Because of the unusual and difficult nature of the feats involved, high honor is conferred upon those skilled enough to become acrobats; an acrobat can be considered the Chinese equivalent of an American opera star. Generations of families carry on this highly acclaimed tradition. Children begin training at a young age and adhere to a rigorous training schedule which they follow the rest of their lives. Only the best acrobats find themselves members of an elite world-touring troupe such as the Peking Acrobats.

    For centuries, dating back to the Ch’in Dynasty (221 B.C.-207 B.C.), Chinese acrobats have continued to perfect an evolving folk art form. Tradition demands that each generation of acrobats add its own improvements and embellishments. Each new movement or action takes many years to practice and perfect.    

    A performance by the Peking Acrobats, therefore, brings with it the opportunity to view the epitome of a rich and ancient folk art tradition in addition to the pageantry and spectacle of the modern Chinese Circus. The Chinese acrobatic tradition has become even stronger due to the continued innovation of the artists and their adoring public. These acrobats have traveled all across the world, performed to packed houses and have been featured in many television shows as well as the popular "Ocean’s 11" movie series. Those who have seen the Peking Acrobats on any of their previous tours can be assured that they will see new, exciting acts and new twists to their old favorites.

    Seating is general admission. Admission is free for students, faculty and staff with their University ID. Tickets will be available beginning Feb. 8. Students will be able pick up tickets at the Student Activities Board Office, first floor of the Student Union Building. Faculty and staff will be able to pick up tickets at the Center for Student Involvement, first floor of the Student Union Building.

    The University requests that all patrons be seated five minutes prior to the performance. The University reserves the right to fill all seats, reserved and general admission, five minutes before the time of performance stated on the ticket. No refunds will be given.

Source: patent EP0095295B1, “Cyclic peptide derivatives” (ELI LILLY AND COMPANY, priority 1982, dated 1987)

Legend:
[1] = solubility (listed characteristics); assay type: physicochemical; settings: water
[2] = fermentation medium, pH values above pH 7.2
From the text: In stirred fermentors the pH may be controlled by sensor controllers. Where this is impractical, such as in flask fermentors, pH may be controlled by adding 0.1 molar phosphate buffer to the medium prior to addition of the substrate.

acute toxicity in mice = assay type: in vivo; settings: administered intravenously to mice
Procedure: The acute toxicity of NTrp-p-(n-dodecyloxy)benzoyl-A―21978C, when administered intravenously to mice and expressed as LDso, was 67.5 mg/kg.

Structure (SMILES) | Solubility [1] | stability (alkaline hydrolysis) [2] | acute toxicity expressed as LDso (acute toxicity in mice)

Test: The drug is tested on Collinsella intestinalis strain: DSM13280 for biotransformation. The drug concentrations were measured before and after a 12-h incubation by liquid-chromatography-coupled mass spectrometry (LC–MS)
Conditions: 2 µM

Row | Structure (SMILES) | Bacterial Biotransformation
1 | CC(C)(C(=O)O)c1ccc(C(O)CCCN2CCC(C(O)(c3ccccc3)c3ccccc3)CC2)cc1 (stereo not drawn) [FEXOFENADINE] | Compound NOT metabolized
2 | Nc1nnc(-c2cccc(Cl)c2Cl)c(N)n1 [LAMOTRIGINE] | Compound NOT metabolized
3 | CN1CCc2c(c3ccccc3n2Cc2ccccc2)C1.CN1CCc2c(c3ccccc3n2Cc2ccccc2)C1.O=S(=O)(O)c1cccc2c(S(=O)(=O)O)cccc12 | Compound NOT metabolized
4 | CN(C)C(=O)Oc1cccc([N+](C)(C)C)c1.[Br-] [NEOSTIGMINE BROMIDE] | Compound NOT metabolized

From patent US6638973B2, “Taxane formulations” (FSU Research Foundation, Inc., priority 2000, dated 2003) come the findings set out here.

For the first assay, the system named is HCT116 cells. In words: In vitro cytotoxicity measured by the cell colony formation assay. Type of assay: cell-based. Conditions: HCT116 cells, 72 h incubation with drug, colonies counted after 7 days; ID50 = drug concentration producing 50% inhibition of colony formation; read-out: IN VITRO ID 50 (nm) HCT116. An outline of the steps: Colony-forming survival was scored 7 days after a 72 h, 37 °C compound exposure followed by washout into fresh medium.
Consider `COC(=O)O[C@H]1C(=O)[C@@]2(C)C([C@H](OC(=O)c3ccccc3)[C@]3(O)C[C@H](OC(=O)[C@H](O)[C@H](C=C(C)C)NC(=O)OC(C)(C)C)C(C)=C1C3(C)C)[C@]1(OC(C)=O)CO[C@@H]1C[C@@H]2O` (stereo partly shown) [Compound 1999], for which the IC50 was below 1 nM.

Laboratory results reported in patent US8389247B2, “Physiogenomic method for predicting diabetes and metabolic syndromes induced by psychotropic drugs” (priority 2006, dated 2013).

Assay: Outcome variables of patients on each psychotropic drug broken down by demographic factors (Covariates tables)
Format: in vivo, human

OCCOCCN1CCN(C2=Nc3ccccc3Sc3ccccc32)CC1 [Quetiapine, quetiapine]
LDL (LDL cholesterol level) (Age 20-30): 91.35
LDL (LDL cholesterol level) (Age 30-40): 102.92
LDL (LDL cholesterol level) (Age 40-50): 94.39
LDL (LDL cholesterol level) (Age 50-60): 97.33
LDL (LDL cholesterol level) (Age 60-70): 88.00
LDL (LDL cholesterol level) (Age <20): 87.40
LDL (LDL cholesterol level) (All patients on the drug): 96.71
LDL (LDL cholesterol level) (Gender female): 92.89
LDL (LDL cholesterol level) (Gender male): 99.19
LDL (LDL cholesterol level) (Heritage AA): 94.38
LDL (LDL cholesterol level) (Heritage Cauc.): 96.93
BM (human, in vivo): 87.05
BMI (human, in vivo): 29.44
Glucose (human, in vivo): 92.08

Contact the Public Relations Office at 785.4016 for more information or log on to http://lyceum.truman.edu.
  • Freshmen Dominate Two Divisions of Webster Tournament, Varsity Reach Quarterfinals

    Members of the Truman Forensic Union posted a strong showing in multiple divisions at Webster University’s “Gorlok Gala” Jan. 25-27, including tournament championships in two divisions and a strong finish in a third.

    Barbara Gillard, a freshman from Jackson, Mo., with a 4-2 preliminary round record, captured the tournament championship of the junior Lincoln-Douglas debate division after a 3-0 decision over her opponent from McKendree College. Her colleagues, Jennifer Wilborn, a freshman from Overland Park, Kan., and Mehdi Zaidi, a freshman from Chesterfield, Mo., captured the tournament championship in novice parliamentary debate with a 4-2 preliminary round record and a final round defeat of Ohio’s Cedarville College on a 3-0 decision. Gillard was the fifth-ranked speaker in her division.

    In varsity-level parliamentary debate, the team of Mark Buchheit, a sophomore from Carthage, Mo., and Dylan Rothermel, a senior from Homewood, Ill., reached the quarterfinals of the tournament before losing to the eventual finalists from Southern Illinois University (Carbondale, Ill.). Buchheit was ranked seventh speaker in the division. Rothermel was ranked ninth in the varsity division of Lincoln-Douglas debate. Additional teams from Truman composed of Sarah Backhaus, a freshman from Liberty, Mo., and Dylan Clark, a freshman from Maryland Heights, Mo., as well as Gillard and Chris Girouard, a junior from Chesterfield, Mo., amassed sufficient preliminary round records to reach elimination rounds, but were edged-out by teams with a statistical advantage in speaker points, the first tie-breaker.